Closure in Lisp vs Elixir

Written by on July 5, 2020 in Elixir, LISP, Programming with 0 Comments

I started learning Elixir a week ago. Although this has been at the top of my To-do list for quite a while, I couldn’t take it up due to other commitments. 

I love Elixir. It is a great functional programming language. Having programmed in Lisp for a long time, I immediately noticed the similarity between Lisp and Elxir, especially in the area of Macros. More on this in a future article…

The first thing I decided to check was whether Elixir supports function “closure”, where a function carries state with it. Today’s article is an attempt to explore this idea.

Take a look at the following Lisp function:

Counter in Lisp

Counter in Lisp

The function “counter” takes two arguments, an initial value and a delta to be applied every time. It sets up a local environment, where the variable “cur” is initialized with the passed initial value. It then defines and returns an anonymous function that increments the local state with “delta”, each time it is called.

The following shows how it is used:

Lisp Output

Lisp Output

In the first step, we call “counter” passing 10 as the initial value and 3 as the delta. This returns an anonymous function, which we store in “incr”. Subsequently we call the anonymous function and it correctly returns the current value based on the previous state and “delta”. We then obtain another anonymous function, this time based on initial value of 100 and delta of -2. As you can see, the next few steps confirm that this too works as expected.

What this shows is that the anonymous function carries with it the environment in which it was created.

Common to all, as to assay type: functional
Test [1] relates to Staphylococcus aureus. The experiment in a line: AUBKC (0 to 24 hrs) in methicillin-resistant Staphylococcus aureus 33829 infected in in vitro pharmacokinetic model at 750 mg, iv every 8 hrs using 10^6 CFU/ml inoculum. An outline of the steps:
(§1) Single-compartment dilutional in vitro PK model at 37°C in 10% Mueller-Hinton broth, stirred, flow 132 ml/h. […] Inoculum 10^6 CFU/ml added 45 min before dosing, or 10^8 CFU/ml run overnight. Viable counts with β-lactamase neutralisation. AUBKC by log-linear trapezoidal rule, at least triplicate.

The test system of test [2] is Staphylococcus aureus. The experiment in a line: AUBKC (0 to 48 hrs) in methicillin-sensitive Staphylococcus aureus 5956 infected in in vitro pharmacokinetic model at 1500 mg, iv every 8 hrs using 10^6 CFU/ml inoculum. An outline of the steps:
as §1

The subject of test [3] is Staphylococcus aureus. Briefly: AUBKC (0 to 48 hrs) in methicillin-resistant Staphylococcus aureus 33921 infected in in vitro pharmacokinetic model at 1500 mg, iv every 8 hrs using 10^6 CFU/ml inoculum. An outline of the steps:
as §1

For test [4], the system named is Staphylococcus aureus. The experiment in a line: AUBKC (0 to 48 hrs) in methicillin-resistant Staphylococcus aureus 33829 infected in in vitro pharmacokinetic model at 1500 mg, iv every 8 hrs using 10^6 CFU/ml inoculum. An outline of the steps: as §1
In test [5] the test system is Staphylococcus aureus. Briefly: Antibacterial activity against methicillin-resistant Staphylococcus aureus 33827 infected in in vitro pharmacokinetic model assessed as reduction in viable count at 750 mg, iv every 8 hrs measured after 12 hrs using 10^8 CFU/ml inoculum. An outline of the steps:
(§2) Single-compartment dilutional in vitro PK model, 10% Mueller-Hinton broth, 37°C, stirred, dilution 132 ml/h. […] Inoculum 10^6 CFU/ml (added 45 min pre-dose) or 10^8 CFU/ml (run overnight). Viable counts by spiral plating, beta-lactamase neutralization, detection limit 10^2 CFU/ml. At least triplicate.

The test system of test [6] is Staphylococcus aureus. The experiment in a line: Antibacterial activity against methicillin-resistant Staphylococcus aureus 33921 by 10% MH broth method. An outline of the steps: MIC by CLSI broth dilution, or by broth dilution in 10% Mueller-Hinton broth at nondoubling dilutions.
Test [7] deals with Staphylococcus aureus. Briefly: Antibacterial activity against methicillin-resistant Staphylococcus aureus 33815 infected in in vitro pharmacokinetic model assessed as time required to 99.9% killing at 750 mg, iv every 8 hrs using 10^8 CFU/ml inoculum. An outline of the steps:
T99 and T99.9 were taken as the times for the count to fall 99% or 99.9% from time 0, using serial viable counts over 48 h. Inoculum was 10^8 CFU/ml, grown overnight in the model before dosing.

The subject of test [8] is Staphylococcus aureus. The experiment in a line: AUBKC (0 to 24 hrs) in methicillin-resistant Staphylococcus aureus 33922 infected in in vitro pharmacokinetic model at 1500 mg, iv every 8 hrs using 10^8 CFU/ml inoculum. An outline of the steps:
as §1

Let us mimic this approach in Elixir. Here is our first attempt:

Elixir - First Attempt

Elixir – First Attempt

We run this code in “iex”, the interactive shell for Elixir. Take a look at the output:

Elixir Output

Elixir Output

First, we compile and load the file into the shell. We get an un-used variable warning, and this itself is a clue that something is not as expected!

We create a counter object (an anonymous function),  passing 10 as the initial value and 5 as the delta. When we call this function repeatedly, we see that it returns the same value each time. This is because the local variable “cur” is passed by value to our anonymous function and hence is not updated when it is modified within the function – in contrast to Lisp.

Since “closure” is not directly supported in Elixir, is there a way to implement the counter abstraction such that it works as in the Lisp example?

ETS or Elixir Term Storage comes to our rescue. This is a costly approach, but we are not concerned about that here. Here is the code that uses this feature:

Saving State with ETS

Saving State with ETS

Here we create a “named” ETS table for storing the current value and the delta. The anonymous function uses this table to keep track of the current counter value and update it when it is invoked.

Here is the output with this change:

Program Output

Program Output

Good! This works as expected. By the way, the “reset” function is required. It deletes the ETS table so that it can be garbage collected by the VM.

Coming to the main point of this article, Lisp supports closure, whereas Elixir does not. But there are many ways in Elixir – including the one using ETS – that enable state-based programming.

I hope to spend more time understanding Elixir in the weeks to come, so stay tuned for more such articles!

Download the code from here.

Have a nice weekend!

Tags: , ,


If you enjoyed this article, subscribe now to receive more just like it.

Subscribe via RSS Feed

Leave a Reply

Your email address will not be published. Required fields are marked *